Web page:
to the recycling
of an old building
other than that for which it was constructed. A neutral term, it can involve
a sensitive rehab that retains much of the original character (especially on
the exterior), or it can involve extensive remodeling.
an umbrella term
that has meant
existing in its current state by a careful program of maintance and repair.
relevant to homeowners,
a historic building that has been damaged or destroyed, by erecting a new
structure resembling the old as closely as possible.
the most common
means making a structure sound and usable, bringing it up to modern
operating condition while retaining what the feds call "character-defining
It does not attempt to restore any particular period appearance.
Rehabilitation might include new HVAC systems and an updated kitchen, yet
retain the stair hall, fireplace, cornices, paneled walls, etc on the
The exterior may replace the clapboards with cement board, yet keep the
original porches, doors and trim moldings.
style of the structure by removing or covering original details, and
substituting new materials and forms.
similar to rehabilitation, but assumes the
introduction of more new materials or elements to the building.
For example, adding not only the cement board, but replacing the original
windows with modern windows and storms, insulation, stripping and
a widely misused
term, has a
the museum world: the meticulous return of a building to its exact
appearance during a chosen period.
The National Park Service says the restoration is the "act or process of
accurately depicting the form, features, and character of a property as it
appeared at a particular period of
time by means of the removal from other periods in its history and
reconstruction of missing pieces from the restoration period".
homeowners need not worry about the restoration
process in its purist sense.
the word restoration is used in the context of
a private house, it refers to sensitive rehabilitation:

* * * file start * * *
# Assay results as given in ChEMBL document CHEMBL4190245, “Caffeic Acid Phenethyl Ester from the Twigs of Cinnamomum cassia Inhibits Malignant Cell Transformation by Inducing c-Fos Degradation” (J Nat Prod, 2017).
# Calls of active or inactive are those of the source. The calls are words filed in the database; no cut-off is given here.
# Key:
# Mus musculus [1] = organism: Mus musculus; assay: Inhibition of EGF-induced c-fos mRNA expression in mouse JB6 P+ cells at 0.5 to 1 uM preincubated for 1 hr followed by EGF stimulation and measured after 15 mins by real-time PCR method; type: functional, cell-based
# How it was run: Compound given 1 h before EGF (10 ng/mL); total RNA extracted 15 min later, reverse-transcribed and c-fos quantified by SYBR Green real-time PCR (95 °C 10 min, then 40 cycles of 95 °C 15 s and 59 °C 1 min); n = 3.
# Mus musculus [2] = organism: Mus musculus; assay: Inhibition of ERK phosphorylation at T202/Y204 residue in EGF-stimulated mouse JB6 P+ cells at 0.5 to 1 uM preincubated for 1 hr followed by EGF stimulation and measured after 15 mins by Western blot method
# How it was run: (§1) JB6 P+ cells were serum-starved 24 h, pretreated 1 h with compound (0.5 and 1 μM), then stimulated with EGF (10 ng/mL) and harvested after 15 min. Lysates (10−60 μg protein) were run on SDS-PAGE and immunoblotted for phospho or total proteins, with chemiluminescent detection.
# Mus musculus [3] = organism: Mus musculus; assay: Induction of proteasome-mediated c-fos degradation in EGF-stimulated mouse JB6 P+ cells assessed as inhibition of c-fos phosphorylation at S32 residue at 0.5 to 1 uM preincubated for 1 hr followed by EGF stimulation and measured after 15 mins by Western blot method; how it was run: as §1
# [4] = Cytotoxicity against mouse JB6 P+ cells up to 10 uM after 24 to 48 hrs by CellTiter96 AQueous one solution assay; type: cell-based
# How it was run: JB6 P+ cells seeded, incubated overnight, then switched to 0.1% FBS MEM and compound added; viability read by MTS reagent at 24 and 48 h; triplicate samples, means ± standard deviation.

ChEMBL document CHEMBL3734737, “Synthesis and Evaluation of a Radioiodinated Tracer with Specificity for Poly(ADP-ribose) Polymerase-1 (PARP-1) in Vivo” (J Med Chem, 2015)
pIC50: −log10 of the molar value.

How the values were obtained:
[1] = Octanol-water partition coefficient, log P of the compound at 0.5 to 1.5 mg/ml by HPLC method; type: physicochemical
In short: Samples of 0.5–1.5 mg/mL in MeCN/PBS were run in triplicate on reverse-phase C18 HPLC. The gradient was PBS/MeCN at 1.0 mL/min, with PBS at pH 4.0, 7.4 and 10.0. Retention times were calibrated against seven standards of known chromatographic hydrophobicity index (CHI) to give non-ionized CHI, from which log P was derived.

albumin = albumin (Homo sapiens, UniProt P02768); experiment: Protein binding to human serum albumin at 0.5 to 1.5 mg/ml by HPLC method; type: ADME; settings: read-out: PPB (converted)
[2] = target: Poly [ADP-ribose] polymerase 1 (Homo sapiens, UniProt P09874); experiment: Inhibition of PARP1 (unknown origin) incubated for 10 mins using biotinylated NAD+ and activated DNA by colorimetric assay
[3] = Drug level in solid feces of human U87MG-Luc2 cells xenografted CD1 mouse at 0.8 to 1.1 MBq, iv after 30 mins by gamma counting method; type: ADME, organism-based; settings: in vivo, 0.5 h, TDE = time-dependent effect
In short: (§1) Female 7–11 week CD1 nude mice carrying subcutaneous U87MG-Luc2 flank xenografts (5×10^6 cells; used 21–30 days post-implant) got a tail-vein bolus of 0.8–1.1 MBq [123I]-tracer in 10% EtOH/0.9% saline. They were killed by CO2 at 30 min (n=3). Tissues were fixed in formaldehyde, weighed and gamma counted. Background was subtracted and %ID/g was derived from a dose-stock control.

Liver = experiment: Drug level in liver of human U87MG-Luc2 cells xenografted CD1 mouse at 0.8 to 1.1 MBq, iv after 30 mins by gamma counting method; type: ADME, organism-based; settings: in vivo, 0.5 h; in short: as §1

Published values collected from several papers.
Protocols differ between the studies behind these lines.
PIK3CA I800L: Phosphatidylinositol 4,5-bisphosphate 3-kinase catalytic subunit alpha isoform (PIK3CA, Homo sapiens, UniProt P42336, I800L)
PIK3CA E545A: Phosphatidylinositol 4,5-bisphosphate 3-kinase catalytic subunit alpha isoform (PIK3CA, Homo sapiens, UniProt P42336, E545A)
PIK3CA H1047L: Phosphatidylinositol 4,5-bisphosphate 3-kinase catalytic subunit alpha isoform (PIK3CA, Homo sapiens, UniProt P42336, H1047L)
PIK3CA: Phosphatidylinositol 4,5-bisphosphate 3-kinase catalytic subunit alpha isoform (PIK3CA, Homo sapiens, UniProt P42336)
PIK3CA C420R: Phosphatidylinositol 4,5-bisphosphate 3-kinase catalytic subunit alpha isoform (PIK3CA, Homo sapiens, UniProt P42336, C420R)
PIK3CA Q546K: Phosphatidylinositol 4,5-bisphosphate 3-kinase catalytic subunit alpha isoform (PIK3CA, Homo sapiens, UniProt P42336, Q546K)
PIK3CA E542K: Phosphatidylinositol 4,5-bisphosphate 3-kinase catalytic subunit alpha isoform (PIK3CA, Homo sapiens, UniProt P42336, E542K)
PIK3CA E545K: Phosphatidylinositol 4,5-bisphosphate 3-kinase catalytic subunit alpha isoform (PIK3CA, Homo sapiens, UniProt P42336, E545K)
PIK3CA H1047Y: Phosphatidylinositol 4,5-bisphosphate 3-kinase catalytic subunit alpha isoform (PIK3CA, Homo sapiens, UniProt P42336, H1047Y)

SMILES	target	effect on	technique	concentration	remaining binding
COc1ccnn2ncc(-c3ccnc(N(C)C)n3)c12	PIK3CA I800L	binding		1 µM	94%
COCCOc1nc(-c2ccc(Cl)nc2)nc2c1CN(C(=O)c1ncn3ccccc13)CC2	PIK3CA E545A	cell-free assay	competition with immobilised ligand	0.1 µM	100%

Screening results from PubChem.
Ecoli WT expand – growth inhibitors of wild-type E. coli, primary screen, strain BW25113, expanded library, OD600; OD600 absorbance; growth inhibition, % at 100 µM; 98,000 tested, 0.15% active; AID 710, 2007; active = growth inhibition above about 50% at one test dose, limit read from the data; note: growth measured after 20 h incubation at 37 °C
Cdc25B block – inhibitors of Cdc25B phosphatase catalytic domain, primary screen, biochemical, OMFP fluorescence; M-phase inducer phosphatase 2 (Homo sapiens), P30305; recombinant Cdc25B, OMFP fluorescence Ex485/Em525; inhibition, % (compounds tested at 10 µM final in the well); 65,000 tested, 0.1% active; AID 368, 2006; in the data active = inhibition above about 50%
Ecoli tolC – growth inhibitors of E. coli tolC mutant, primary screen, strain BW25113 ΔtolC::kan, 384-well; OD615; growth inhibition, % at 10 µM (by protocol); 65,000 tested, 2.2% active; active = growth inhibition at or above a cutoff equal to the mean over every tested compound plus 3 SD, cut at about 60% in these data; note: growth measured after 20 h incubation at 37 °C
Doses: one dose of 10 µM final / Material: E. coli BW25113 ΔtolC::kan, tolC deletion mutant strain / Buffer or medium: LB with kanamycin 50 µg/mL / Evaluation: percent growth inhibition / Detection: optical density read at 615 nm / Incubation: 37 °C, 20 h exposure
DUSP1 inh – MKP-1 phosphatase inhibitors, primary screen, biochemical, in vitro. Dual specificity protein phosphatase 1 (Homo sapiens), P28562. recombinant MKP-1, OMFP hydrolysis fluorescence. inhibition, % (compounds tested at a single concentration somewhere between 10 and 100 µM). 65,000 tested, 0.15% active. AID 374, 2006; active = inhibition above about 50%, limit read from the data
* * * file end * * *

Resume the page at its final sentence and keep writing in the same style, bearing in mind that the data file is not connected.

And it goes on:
Making the structure sound and usable without extensive reconstruction, but
retaining original style and elements.
all the original
features intact and reconstructing the missing elements as faithfully as the
budget allows over the life time of the homeownership.
Interior Decoration, furnishings and exterior paint scheme do not attempt to
duplicate what was actually there, but follows your personal taste. It's
more of a do no harm, leave it better than you found it approach.
Remember in the real world, old-house owners use a combination of
approaches. Purists sniff that this is what ruins the historical record, but
they are not being realistic. Buildings have always been changed for current
Privately we may restore the exterior elements and landscaping, rehabilitate
the 1930's bathroom, renovate the kitchen, and use interpretive restoration
for the exterior paint colors.
Post Construction Information:
Operations and maintance manual, construction drawings, measured drawings, field sketches, as-built drawings, and possibly the project files. They include changes in construction different from design drawings.
Record of Treatment:
New materials and replacement features should be
recorded in place with photographs or drawings that clearly show their
extent. Physical evidence of the development history of a structure should
also be recorded before being removed or covered during the project.
Contracts must be clearly written and specific. Any changes clearly marked
and included. Pricing documentation.
Specifications that were followed, All changes made during a project are
graphically documented with cleanly marked drawings and photographs. Video
tape including narrative is becoming the new standard to the more
progressive field operatives.
Customer narrative, maintance updates.
The Purists' View: (not Holly or John's view, just a definition!)
The object of every repair should be the faithful
restoration of those features of the original building which yet remain, and
their preservation from further injury..And no alteration should be
attempted which is not the renewal of some ancient feature which has been
lost, or absolutely necessary for rendering the building suitable to the
present wants of the building owner; and this should be done in the strict
conformity with the character and intention of the building.
To restore is to revive the original appearance lost by decay, accident, or
ill-judged alteration. We must, whether from existing evidences or from
supposition, recover the original scheme of the edifice as conceived by the
first builder, or as begun by him and developed by his immediate successors;
or, on the other hand, must retain the additions and alterations of
subsequitions ages, repairing them when needing it.
Always do less rather than more. When in doubt, seriously consider doing
nothing. As Ruskin advises, better to let the building die than live as a